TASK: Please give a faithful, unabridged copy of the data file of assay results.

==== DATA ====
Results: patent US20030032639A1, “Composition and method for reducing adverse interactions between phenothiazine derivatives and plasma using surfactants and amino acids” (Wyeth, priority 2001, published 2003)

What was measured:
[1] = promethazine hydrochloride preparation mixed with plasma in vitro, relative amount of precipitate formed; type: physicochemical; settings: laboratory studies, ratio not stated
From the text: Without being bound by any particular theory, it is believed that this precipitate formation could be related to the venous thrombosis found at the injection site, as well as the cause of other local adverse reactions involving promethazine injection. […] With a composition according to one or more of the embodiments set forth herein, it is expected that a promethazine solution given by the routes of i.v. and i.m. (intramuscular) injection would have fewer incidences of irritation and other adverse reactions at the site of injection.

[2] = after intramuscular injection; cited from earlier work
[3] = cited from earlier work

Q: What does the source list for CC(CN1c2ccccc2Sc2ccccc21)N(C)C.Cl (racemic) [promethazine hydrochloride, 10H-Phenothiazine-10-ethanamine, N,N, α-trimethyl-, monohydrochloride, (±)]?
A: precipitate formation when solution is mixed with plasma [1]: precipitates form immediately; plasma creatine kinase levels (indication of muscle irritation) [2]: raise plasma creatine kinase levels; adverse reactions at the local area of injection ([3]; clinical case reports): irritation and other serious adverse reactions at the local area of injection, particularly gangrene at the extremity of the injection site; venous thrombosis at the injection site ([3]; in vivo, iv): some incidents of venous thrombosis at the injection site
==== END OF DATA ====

Results: patent US20030032639A1, “Composition and method for reducing adverse interactions between phenothiazine derivatives and plasma using surfactants and amino acids” (Wyeth, priority 2001, published 2003)

What was measured:
[1] = promethazine hydrochloride preparation mixed with plasma in vitro, relative amount of precipitate formed; type: physicochemical; settings: laboratory studies, ratio not stated
From the text: Without being bound by any particular theory, it is believed that this precipitate formation could be related to the venous thrombosis found at the injection site, as well as the cause of other local adverse reactions involving promethazine injection. […] With a composition according to one or more of the embodiments set forth herein, it is expected that a promethazine solution given by the routes of i.v. and i.m. (intramuscular) injection would have fewer incidences of irritation and other adverse reactions at the site of injection.

[2] = after intramuscular injection; cited from earlier work
[3] = cited from earlier work

Q: What does the source list for CC(CN1c2ccccc2Sc2ccccc21)N(C)C.Cl (racemic) [promethazine hydrochloride, 10H-Phenothiazine-10-ethanamine, N,N, α-trimethyl-, monohydrochloride, (±)]?
A: precipitate formation when solution is mixed with plasma [1]: precipitates form immediately; plasma creatine kinase levels (indication of muscle irritation) [2]: raise plasma creatine kinase levels; adverse reactions at the local area of injection ([3]; clinical case reports): irritation and other serious adverse reactions at the local area of injection, particularly gangrene at the extremity of the injection site; venous thrombosis at the injection site ([3]; in vivo, iv): some incidents of venous thrombosis at the injection site